2015: Advent Religion: Morality Resides in the Genitals

by on December 10, 2015

This is where it gets heavy.

Sex is not the whole of morality as taught in my churches of origin. Nor is it the whole of morality as practised by those churches. It was however a particularly fraught and restrictive topic. As a teenager, the most important thing about sex was no. No, never. Don’t date anyone you wouldn’t be willing to marry. Don’t touch each other. Don’t hold hands. Don’t kiss, maybe not even until you get married. Don’t expect that sex will ever be anything important in your life, that was the most important part. The important thing about sex is that it’s almost always going to be a sin, even if you’re married, unless you’re doing it in exactly the right frame of mind and have God in your thoughts as much as your spouse. So just don’t go there. Stay out of the county. Don’t think about or long for it or plan for it. Bodies are dangerous. Try to pretend you don’t have one.

I believed that almost everything was wrong. I had no idea that sex could be fun. I didn’t know there could be laughter in it. To even imagine touching or kissing was a sin, so how could I know it could be comfortable? I was so hung up on the sexiness of sex that I didn’t know anything about the affection.

There was a girl in the church, let’s call her Julie. She was a year older than me, and pretty. The youth pastor spent years grooming her. He always had attention for her, always took an interest in her. He treated her as a cut above the rest of us. Julie was the one who needed mentoring into church work. Julie was the one he sponsored into full church membership. Julie was the one who was told she ought to wear skirts to church, because it was holy to look feminine, though the rest of us could wear trousers with no comment. She was his second-in-command. She was sixteen, seventeen. He was twice that, and married with children.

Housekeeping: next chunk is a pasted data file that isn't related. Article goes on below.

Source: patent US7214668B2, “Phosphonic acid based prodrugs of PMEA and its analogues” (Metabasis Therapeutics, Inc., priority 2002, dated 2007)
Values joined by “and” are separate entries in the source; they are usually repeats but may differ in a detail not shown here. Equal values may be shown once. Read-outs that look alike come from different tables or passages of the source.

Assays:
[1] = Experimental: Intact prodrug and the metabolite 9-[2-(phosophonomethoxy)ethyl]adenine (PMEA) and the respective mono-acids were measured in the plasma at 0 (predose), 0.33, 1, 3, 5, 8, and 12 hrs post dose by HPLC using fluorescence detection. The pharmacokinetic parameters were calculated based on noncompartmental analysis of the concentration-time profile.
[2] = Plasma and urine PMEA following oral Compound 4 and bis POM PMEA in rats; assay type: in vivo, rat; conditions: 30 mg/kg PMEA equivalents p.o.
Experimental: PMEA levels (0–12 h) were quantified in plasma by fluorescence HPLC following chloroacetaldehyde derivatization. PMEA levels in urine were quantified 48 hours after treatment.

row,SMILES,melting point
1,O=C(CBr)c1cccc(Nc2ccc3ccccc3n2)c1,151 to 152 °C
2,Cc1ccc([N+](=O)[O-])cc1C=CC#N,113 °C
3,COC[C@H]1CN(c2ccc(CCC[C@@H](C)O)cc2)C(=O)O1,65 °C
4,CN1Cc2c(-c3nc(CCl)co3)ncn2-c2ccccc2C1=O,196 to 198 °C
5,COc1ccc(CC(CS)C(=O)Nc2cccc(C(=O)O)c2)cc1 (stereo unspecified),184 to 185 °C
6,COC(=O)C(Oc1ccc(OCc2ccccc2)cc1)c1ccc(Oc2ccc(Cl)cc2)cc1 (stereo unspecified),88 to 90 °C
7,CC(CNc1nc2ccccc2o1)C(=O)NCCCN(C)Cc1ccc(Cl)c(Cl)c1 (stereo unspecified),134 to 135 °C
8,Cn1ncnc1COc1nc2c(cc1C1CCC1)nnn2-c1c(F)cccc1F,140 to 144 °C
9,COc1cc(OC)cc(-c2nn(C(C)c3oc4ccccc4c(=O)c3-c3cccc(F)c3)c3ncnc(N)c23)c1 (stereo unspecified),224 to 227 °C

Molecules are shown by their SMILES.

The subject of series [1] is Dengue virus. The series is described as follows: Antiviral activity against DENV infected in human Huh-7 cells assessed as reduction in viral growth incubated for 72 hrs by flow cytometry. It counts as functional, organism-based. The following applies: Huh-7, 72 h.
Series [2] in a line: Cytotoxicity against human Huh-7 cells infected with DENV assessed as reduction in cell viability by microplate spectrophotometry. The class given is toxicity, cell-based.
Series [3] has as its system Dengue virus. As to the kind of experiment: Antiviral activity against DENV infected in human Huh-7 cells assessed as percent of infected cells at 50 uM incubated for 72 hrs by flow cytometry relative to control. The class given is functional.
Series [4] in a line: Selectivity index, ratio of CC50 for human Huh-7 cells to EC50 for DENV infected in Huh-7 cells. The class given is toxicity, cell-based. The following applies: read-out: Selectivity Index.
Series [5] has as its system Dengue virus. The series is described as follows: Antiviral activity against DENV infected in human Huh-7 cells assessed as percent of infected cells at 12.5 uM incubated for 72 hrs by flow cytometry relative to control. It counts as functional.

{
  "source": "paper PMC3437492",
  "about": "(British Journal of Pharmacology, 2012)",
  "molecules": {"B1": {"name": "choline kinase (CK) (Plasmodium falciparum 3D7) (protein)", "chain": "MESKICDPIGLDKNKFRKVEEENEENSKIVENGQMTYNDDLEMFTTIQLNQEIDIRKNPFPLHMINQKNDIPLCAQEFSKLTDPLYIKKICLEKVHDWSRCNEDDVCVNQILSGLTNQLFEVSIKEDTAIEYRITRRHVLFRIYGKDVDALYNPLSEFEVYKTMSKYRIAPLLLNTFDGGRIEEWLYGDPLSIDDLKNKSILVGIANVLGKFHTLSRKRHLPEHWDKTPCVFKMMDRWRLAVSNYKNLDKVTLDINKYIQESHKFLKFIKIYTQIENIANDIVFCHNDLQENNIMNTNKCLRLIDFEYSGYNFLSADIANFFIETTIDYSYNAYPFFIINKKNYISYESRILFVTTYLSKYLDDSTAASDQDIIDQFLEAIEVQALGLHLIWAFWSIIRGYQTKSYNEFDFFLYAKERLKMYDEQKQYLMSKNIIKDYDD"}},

I didn’t hear until one university holiday that she had, eventually, gone to someone else in the church and confessed to having an affair. I heard that with no questions asked about the narrative, as if she’d been as responsible as him, as though he hadn’t targeted and seduced someone in the youth group he was trusted to care for. I heard that she’d confessed and apologised to the church. He didn’t; he ran away.

I was horrified, and pathetically grateful he hadn’t taken a shine to me instead, and I was the furthest thing from surprised.

There was another girl, let’s call her Sarah. Sarah didn’t have the advantages of the rest of us. Sarah was working class and poor. She didn’t have the same safety net, and she’d been hurt and excluded too often to be cynical about people who seemed to like her. So Sarah ended up, at seventeen, in a relationship with a single father of twice her age, and he came to church a few times, and they brought the little girl who by that time was calling Sarah “Mummy”.

The deacons banned Sarah from the music group. The music group was half her pride in life. She was good enough to be allowed to sing at the front, to perform, and to be relied on to do it regularly. But Sarah wasn’t allowed to sing anymore, because she was openly living in sin, and we couldn’t have unrepentant sinners standing at the front like nothing was wrong.

The most important thing about sex is the sex. It wasn’t the whole of our morality. But if you were having sex, you were a sinner. Abuse disappeared in its shadow. There was nothing for you but shame.

Leave a Reply